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Elbow Ligament & Tendon Replacement

Ligaments are fibrous tissues that connect bones. The ligaments that stabilize the elbow joint are the ulnar ligament and radial collateral ligament, both of which are fan shaped. The ulnar collateral ligament is located on the inside of the elbow joint. It prevents excessive outward rotation. The radial collateral ligament is on the outside of the joint; it prevents excessive inward rotation.

What Are Main Problems Affecting the Elbow?

Three main problems that affect the elbow are instability injuries due to:

  • Ligament disruption
  • Elbow Arthritis
  • Elbow Tendinitis

Instability injuries can occur with repetitive throwing or in a sudden fall. Elbow ligament replacement procedures are designed to restore the correct biomechanical function of the ligaments. The alignment of the ligament reconstruction is critical; these cases require a surgical team experienced in dealing with elbow injuries. The orthopedic surgeons at HOI are highly trained in surgeries of the elbow, including leading edge surgeries that are less invasive. These newer procedures are designed to do as little damage as possible to surrounding muscles and tissues.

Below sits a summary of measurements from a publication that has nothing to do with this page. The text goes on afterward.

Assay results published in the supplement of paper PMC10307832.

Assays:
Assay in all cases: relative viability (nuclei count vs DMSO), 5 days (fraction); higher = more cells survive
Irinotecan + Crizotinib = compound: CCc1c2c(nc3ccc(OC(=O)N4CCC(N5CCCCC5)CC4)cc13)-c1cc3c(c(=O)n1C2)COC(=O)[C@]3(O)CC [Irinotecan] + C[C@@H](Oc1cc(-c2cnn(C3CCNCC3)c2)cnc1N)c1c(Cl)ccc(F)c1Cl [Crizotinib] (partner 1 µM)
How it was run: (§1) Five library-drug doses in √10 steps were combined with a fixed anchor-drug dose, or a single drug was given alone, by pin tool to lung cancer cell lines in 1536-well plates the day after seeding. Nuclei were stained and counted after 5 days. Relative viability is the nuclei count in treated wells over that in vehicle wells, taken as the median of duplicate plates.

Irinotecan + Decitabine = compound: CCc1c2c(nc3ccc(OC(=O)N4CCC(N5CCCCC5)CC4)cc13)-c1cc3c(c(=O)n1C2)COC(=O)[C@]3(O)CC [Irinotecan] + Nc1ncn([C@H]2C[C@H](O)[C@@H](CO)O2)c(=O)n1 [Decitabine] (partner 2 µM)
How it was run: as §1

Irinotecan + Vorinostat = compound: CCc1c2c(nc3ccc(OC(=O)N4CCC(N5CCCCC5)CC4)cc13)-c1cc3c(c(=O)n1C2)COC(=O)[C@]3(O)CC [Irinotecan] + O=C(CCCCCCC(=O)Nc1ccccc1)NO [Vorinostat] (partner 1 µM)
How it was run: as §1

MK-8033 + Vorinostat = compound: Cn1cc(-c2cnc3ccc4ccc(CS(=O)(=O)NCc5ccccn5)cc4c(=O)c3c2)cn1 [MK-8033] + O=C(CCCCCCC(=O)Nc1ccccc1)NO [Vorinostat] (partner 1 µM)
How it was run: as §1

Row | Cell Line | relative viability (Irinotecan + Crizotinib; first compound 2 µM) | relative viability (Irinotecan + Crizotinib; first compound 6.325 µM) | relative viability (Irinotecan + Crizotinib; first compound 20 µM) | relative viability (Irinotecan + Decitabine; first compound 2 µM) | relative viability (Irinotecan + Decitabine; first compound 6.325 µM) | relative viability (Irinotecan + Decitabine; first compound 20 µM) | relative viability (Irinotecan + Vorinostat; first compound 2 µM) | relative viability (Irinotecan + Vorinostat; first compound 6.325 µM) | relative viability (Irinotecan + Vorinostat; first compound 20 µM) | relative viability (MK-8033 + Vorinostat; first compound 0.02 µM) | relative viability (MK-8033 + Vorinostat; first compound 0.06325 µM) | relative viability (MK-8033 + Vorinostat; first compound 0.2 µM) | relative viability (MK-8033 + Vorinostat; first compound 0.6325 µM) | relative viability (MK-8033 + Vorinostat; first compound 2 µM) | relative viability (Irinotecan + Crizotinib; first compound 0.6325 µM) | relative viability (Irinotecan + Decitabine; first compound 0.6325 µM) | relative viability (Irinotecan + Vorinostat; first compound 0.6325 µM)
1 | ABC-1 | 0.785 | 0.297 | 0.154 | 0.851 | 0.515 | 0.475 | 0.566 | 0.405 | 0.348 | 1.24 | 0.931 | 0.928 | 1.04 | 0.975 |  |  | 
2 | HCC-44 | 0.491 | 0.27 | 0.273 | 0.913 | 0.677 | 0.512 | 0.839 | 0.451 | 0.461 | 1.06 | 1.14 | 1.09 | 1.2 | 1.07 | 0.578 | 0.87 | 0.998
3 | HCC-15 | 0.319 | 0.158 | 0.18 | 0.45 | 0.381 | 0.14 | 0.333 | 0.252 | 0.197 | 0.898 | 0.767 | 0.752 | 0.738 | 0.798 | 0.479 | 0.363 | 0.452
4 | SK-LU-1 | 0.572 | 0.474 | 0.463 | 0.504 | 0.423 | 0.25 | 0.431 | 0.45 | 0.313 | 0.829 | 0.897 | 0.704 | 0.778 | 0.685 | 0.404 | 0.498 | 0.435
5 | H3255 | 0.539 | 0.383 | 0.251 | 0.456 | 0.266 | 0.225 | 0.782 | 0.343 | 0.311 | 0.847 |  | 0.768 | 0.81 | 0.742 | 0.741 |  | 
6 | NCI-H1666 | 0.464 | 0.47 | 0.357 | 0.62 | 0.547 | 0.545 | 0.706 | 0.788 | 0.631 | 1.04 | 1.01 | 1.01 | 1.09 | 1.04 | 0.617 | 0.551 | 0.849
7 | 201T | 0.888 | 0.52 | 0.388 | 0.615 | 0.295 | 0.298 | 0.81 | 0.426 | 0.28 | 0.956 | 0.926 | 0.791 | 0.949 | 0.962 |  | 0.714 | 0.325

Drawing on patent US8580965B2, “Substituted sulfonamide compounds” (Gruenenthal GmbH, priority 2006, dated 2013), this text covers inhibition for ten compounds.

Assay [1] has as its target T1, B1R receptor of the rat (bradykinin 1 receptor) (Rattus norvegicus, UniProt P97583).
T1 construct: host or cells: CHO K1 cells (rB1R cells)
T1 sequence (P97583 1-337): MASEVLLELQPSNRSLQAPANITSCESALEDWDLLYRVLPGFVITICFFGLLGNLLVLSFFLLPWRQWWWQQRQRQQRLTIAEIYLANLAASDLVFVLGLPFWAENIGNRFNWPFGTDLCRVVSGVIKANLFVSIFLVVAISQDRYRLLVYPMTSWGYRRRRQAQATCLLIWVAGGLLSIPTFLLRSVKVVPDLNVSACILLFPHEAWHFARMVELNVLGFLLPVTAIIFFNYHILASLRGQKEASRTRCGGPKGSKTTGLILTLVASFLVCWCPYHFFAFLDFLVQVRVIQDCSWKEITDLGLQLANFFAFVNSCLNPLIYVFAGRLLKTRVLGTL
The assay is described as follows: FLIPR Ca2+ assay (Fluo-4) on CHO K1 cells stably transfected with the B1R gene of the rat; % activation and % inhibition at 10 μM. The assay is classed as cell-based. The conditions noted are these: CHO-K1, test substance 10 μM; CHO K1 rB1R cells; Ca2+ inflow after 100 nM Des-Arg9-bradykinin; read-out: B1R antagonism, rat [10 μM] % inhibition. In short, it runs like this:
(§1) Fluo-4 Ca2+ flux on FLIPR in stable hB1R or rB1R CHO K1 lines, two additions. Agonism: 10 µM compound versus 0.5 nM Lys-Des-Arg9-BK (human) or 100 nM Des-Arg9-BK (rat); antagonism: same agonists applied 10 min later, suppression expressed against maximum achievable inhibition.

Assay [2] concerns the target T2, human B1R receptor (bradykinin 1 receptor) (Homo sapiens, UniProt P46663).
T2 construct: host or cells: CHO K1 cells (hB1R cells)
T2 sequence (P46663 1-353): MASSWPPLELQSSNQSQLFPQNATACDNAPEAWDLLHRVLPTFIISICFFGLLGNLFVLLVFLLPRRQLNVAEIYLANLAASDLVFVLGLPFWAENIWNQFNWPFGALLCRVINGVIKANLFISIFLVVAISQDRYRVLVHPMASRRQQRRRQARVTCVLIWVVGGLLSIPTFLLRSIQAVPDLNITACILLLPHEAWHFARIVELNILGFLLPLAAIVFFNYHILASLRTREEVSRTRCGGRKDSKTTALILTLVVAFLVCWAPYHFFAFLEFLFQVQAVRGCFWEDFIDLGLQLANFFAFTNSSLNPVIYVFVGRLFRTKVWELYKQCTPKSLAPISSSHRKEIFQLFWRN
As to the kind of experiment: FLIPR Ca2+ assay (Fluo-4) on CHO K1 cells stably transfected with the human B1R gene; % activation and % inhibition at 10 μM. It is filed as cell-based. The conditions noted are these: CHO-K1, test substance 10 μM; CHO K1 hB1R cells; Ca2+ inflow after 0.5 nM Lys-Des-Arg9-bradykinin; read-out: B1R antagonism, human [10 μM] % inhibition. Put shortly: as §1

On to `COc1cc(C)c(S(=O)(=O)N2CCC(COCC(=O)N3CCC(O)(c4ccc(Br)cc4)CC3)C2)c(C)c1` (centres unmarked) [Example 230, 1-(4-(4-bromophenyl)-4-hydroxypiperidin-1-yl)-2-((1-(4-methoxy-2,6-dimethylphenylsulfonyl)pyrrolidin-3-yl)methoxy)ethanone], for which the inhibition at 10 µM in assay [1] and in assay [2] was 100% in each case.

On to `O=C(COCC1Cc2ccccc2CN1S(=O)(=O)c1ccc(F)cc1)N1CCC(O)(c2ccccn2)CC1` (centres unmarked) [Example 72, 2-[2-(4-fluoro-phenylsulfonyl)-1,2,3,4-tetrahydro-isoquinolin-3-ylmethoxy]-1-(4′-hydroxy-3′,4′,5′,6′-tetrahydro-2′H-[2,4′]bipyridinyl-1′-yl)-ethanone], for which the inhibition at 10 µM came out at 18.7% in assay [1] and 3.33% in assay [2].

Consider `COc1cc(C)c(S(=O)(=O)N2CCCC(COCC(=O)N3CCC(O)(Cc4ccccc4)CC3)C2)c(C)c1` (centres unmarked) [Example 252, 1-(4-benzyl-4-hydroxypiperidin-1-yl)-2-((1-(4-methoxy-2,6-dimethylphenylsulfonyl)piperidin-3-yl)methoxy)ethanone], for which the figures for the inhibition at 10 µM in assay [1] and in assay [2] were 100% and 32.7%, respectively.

Surgical Treatment Options for Elbow Instability

Surgical treatment options include ulnar collateral ligament reconstruction. This surgery involves replacing the ulnar collateral ligament with a tendon obtained elsewhere in the body. Common sites include the forearm, knee and hamstring. Your surgeon will harvest the tendon and loop it through the various holes that have been drilled in the elbow, in a series of figure-eight patterns. Over time, the transplanted tendon “ligamentizes,” which basically means it learns to become a ligament.

Knowing What to Expect During the Procedure

If you and your doctor decide upon elbow surgery, you will be admitted as an inpatient. Your procedure will most likely take between one and two hours. Anesthesia will usually be a nerve block of the arm. Following surgery, your arm will be placed in a splint for several days to immobilize the elbow and allow the wound to heal. During this time gentle wrist, hand and shoulder exercises are performed. Our physical therapy team is orthopedic specialized; they will work closely with your surgeon to establish a personalized rehabilitation plan. After the splint is removed, a range of motion brace will be utilized to gradually allow you to regain full range of motion in the elbow joint. About 6 weeks after your surgery, elbow strengthening exercises may begin.

For patients dedicated to physical therapy the chances of complete recovery are at above 90%.

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